At some point, you’ll become eligible for Medicare. And you’ll be faced with a number of options. But how do you know which choices are the right ones for you? There are a number of misconceptions about how Medicare works, so it’s important to do your homework.
Today we talk with Dan Petkevich about Medicare 101 and discuss:
- What makes Medicare complicated
- What people are most surprised by when they begin to look into Medicare
- Common mistakes to avoid
- How far in advance people should begin to look into Medicare
- Options for people who work for a corporate employer, and will be eligible for Medicare, but have a spouse who’s younger than 65
- Dan’s advice for listeners who want to get their Medicare options right
Dan Petkevich is the CEO of Fair Square Medicare, a company he started when he saw his own parents struggle to understand their health care insurance options when they turned 65. Prior to founding Fair Square Medicare, Dan founded Trim, a financial health company that’s generated over 40 million in cost savings for its customers. Previously, Daniel co-founded Octane Lending, a venture-backed financial technology company. He graduated from Yale with a degree in Physics.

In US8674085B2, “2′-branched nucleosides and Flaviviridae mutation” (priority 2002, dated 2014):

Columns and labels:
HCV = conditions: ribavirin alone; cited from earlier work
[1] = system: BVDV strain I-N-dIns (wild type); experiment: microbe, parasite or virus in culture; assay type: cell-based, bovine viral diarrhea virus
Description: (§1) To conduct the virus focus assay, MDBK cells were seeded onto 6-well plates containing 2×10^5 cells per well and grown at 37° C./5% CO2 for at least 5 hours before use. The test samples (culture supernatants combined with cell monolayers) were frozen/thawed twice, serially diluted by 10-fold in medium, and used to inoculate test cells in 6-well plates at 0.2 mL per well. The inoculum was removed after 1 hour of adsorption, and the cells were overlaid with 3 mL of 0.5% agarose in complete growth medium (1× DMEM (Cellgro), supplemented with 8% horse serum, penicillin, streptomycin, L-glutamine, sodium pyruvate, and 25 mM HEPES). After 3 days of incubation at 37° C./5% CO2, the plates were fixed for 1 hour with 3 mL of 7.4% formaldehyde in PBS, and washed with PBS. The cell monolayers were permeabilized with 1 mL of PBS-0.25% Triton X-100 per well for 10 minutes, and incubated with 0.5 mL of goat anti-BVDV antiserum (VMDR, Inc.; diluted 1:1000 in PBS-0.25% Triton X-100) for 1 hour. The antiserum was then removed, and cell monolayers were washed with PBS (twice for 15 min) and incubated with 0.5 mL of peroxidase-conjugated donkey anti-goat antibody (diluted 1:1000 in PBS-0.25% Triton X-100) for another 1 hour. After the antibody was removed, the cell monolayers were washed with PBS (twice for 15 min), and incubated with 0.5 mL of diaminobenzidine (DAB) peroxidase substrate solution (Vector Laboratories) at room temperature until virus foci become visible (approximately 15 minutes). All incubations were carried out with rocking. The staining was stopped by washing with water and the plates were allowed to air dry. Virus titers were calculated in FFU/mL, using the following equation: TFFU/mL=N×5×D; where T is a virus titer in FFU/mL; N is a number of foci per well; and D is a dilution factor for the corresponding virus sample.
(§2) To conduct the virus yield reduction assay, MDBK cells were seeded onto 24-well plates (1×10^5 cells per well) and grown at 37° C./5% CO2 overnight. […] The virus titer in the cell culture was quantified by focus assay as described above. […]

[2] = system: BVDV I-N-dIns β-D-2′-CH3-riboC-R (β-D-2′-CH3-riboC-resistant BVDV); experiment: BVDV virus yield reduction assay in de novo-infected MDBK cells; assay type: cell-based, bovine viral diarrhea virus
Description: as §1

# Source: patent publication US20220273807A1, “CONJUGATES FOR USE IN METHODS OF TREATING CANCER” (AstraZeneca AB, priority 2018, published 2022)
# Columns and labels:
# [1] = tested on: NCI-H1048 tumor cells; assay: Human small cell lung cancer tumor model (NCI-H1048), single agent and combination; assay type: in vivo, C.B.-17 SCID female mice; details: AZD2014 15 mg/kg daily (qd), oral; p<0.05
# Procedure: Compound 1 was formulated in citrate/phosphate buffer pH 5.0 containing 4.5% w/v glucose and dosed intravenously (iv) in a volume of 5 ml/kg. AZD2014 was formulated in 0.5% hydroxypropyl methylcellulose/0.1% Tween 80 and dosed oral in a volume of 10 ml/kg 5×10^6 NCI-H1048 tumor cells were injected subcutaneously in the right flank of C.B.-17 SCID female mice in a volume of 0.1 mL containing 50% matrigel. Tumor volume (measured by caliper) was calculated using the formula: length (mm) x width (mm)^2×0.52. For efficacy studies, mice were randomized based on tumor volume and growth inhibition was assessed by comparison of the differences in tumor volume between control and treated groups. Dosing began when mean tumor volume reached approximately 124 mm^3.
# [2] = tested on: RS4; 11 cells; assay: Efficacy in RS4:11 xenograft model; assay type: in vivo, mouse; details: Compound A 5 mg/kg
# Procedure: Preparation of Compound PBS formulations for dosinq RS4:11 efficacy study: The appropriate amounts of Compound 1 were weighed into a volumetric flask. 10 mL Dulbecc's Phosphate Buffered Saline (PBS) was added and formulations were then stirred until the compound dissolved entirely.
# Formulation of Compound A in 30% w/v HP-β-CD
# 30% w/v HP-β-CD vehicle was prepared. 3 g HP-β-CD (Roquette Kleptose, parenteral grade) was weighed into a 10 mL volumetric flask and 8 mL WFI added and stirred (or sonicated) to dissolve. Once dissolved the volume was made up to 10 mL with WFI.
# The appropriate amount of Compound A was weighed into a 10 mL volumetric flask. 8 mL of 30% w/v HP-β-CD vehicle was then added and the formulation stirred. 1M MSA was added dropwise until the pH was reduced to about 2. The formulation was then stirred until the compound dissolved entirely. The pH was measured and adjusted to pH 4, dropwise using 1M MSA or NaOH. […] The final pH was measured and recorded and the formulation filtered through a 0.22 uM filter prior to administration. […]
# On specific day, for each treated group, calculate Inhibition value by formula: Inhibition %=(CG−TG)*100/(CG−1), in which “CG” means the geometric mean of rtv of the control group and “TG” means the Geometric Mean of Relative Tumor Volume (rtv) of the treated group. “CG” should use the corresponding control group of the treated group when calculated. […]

On Why Medicare Can Be Complicated
“I think it’s why the system is the way it is, I would say, is probably this dynamic between public and private partnership. Where you have Medicare Parts A and B, which are provided directly from the government from Medicare – and Medicare is the payer there. And that’ what a consumer needs to figure out when you enroll in Parts A and B what do they cover? And then there are all the supplement plans. So that’s hard for the consumer because they need to choose one out of maybe 37 plans available to them. And when I say supplement, I mean that in the generic terms, meaning Medigap and Medicare Advantage plans. But I think like there’s complexity from that because all those plans are actually provided by private carriers. And so there’s just like a lot of complexity derived from the interaction between the public part of Medicare, which is Parts A and B and the private part, which is a Medigap or a Medicare Advantage plan.”
On a Common Mistake to Avoid
“Many people will sign up for a plan with a low sticker price. And then it turns out that plan doesn’t cover their Doctors, which is obviously no good – or it’s a PPO. And there’s some Doctor you need to see and he or she is out of network, and now you have to pay an exorbitant price to see him or her.”
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